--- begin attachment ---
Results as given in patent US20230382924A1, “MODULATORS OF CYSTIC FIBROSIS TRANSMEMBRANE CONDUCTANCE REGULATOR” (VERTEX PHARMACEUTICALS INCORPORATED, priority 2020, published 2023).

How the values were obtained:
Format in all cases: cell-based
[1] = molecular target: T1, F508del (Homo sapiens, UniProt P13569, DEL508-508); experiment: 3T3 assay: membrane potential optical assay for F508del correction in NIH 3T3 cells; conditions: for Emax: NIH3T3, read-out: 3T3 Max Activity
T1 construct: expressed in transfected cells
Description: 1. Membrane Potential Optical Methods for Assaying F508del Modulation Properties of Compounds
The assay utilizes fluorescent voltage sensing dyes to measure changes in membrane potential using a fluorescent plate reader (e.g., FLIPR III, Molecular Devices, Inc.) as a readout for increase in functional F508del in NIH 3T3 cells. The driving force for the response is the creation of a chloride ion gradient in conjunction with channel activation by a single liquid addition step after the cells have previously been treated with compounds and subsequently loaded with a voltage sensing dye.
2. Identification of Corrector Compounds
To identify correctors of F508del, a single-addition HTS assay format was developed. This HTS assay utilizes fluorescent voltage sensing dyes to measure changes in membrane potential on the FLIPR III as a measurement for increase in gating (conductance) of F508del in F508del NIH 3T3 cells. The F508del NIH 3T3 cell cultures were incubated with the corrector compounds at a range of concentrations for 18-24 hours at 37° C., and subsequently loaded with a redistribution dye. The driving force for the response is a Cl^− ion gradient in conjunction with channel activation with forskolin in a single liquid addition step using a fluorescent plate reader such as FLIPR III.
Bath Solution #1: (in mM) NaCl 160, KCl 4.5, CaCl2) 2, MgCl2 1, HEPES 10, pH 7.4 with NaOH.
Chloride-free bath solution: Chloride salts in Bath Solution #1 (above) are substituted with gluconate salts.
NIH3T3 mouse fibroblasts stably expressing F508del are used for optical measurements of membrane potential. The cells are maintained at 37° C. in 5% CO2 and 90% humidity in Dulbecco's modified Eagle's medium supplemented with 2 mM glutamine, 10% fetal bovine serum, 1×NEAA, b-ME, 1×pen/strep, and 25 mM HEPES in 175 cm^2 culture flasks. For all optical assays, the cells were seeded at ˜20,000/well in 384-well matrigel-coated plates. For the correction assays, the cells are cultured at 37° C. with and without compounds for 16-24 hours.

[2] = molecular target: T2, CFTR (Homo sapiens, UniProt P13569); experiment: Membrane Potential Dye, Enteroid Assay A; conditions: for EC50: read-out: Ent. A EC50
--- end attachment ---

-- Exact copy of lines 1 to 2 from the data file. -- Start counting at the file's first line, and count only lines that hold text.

Results as given in patent US20230382924A1, “MODULATORS OF CYSTIC FIBROSIS TRANSMEMBRANE CONDUCTANCE REGULATOR” (VERTEX PHARMACEUTICALS INCORPORATED, priority 2020, published 2023).

How the values were obtained: